College Football's 50 Players with the Biggest Shoes to Fill
Andrew Luck didn't win the Heisman Trophy, and he never led Stanford to a Pac-12 (or Pac-10) championship.
Still, the future No. 1 NFL draft pick leaves some pretty big shoes to fill after leading the Cardinal to back-to-back BCS bowls.
Maybe you don't really replace someone like Luck, but you sure have to try.
Every college football team out there has that one player it needs to find a suitable replacement for, or maybe a future All-American.
Here are the top 50 players who will be the toughest to replace in 2012.
Will Lowery, S, Alabama
Will Lowery tore his ACL in November and has been out since, but after a tough offseason of rehabilitation, he will be the leading candidate to replace safety Mark Barron.
Lowery had 20 tackles and broke up two passes in 11 games this fall.
He was even more productive in 2010 with 33 tackles and two interceptions in 13 games.
Taking over for Barron won't be easy.
The All-American is Alabama's second-leading tackler with 64 tackles, and he also has two interceptions.
Nick Florence, QB, Baylor
Baylor's coaches and fans would love nothing more than Heisman winner Robert Griffin III to return for one more season in Waco, Texas.
Sorry, not going to happen.
Now the 2012 starter will probably be Nick Florence, but Bryce Petty may get a serious look as well.
Since Griffin won't be back, the Bears probably won't start the season in the Top 25.
However, Florence is not a slouch.
In one game this season he completed nine of 12 passes for 151 yards and two touchdowns in a win over Texas Tech.
Steven Staggs, WR, Iowa
Iowa quarterback James Vandenberg will need to find a new go-to receiver as he says goodbye to Marvin McNutt.
That guy may be Steven Staggs.
The 6'3" Staggs managed just five receptions in 10 games this season.
That's a far cry from McNutt's 82 catches for 1,315 yards and 12 touchdowns.
Joe Southwick, QB, Boise State
Joe Southwick gets the difficult task of replacing Kellen Moore, college football's all-time winningest quarterback.
No pressure, Joe.
Since Boise State built up large leads in many games, Southwick has seen some considerable action.
In eight games this fall, he completed 23 of 30 passes for 198 yards and one touchdown. Southwick also played in eight games in 2010 and completed 17 of 24 passes for 202 yards and one touchdown.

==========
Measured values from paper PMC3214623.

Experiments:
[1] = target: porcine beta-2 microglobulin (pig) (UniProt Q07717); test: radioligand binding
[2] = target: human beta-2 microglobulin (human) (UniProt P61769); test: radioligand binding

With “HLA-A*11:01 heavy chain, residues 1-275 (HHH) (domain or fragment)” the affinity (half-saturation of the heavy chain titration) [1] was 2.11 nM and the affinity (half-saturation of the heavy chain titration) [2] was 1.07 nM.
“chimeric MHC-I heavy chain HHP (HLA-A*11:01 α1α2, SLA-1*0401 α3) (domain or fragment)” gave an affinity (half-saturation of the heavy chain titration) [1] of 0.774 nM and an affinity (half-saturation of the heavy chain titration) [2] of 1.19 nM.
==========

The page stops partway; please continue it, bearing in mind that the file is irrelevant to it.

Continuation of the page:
Over that same two-year period, Moore completed 599 of 822 passes for 7,645 yards and 78 touchdowns.
Under the tutelage of Chris Petersen, Southwick could become the next great Boise quarterback.
James Rouse, DE, Marshall
James Rouse is so unknown that I couldn't even find a photo of him.
Instead, I give you the Marshall defensive end he will try to replace in 2012—All-American Vinny Curry.
The sophomore Rouse played in just three games this fall and had just one tackle.
At 6'5", 250 pounds, Rouse could develop into a nice replacement.
But he has a long way to go to reach Curry's 77 tackles and 11 sacks.
Cotton Turner, QB, Houston
Cotton Turner is a former walk-on quarterback who earned a scholarship.
He hasn't started a game since high school, but that should change in the fall of 2012, when all he will try to do is replace one of the statistically best quarterbacks in college football history.
That's right—he will take over for Case Keenum, who has thrown for 18,685 yards and 152 touchdowns in his career.
In mop-up duty, Turner completed 50 of 77 passes for 652 yards and six touchdowns this season.
Mike James, RB, Miami
Mike James will have competition for the No. 1 running back spot at Miami, but he had a solid junior year as Lamar Miller's backup.
Miller bolted early for the NFL after rushing for 1,272 yards and nine touchdowns in a down season in Coral Gables.
James rushed for just 275 yards, but he scored seven touchdowns.
He has seen playing time the past three seasons and gives Al Golden an experienced back for next year.
William Campbell, DT, Michigan
At times, William Campbell has impressed with his raw physical skills.
However, he hasn't delivered consistent performances. That is until recently.
The timing may be just right, as he will replace All-American tackle Mike Martin next year.
The 6'5", 322-pound former 5-star recruit has the ability to make Michigan fans forget about Martin.
Andrew Maxwell, QB, Michigan State
Quarterback Kirk Cousins has been the heart and soul of the Michigan State football program the past three seasons.
Andrew Maxwell has only played in nine games over the past two seasons, so the learning curve could be pretty steep in the fall.